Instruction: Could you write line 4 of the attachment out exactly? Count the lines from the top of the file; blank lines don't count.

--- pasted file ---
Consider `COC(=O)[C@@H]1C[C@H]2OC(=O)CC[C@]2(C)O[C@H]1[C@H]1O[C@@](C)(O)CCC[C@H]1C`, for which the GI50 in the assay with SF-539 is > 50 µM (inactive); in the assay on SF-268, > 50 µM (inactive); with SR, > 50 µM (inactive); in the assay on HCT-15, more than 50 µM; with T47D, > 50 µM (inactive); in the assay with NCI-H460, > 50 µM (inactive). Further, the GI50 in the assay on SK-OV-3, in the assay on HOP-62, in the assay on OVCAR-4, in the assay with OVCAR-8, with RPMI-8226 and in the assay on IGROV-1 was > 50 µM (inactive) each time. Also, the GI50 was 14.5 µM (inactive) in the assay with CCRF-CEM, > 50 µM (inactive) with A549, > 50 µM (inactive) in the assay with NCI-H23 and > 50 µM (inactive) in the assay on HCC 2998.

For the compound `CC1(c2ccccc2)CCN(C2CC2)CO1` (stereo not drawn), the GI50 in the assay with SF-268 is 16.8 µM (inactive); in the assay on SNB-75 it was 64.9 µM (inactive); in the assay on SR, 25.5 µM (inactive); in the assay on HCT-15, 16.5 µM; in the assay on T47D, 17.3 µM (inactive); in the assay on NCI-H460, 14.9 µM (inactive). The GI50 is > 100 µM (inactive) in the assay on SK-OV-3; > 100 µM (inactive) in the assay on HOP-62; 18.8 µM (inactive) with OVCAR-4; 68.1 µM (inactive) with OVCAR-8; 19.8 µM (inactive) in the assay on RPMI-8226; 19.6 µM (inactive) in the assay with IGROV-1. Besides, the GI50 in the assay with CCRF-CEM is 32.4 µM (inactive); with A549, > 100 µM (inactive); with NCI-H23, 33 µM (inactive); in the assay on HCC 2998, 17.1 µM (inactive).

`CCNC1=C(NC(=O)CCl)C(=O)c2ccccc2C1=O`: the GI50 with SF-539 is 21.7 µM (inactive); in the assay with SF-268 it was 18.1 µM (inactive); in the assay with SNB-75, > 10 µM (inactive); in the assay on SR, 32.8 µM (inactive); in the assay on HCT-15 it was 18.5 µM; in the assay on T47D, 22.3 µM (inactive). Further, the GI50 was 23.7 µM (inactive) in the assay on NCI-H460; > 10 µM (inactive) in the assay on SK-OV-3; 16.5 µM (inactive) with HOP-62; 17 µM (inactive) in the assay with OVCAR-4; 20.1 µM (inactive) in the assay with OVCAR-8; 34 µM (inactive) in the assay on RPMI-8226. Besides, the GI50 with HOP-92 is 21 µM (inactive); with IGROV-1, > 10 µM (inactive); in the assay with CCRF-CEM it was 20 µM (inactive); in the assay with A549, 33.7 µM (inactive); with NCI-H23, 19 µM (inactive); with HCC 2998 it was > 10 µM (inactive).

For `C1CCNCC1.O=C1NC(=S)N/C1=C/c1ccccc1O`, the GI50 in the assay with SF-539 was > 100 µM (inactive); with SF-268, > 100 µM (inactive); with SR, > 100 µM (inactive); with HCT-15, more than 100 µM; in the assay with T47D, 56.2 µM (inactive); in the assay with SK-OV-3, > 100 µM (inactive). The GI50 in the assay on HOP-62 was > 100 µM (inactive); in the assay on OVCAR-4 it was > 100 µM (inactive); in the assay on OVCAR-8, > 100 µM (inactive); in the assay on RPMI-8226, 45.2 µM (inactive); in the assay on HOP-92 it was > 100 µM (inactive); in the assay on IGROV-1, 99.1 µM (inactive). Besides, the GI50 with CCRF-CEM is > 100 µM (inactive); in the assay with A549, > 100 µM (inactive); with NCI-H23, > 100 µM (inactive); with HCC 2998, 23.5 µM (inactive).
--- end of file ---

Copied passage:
For `C1CCNCC1.O=C1NC(=S)N/C1=C/c1ccccc1O`, the GI50 in the assay with SF-539 was > 100 µM (inactive); with SF-268, > 100 µM (inactive); with SR, > 100 µM (inactive); with HCT-15, more than 100 µM; in the assay with T47D, 56.2 µM (inactive); in the assay with SK-OV-3, > 100 µM (inactive). The GI50 in the assay on HOP-62 was > 100 µM (inactive); in the assay on OVCAR-4 it was > 100 µM (inactive); in the assay on OVCAR-8, > 100 µM (inactive); in the assay on RPMI-8226, 45.2 µM (inactive); in the assay on HOP-92 it was > 100 µM (inactive); in the assay on IGROV-1, 99.1 µM (inactive). Besides, the GI50 with CCRF-CEM is > 100 µM (inactive); in the assay with A549, > 100 µM (inactive); with NCI-H23, > 100 µM (inactive); with HCC 2998, 23.5 µM (inactive).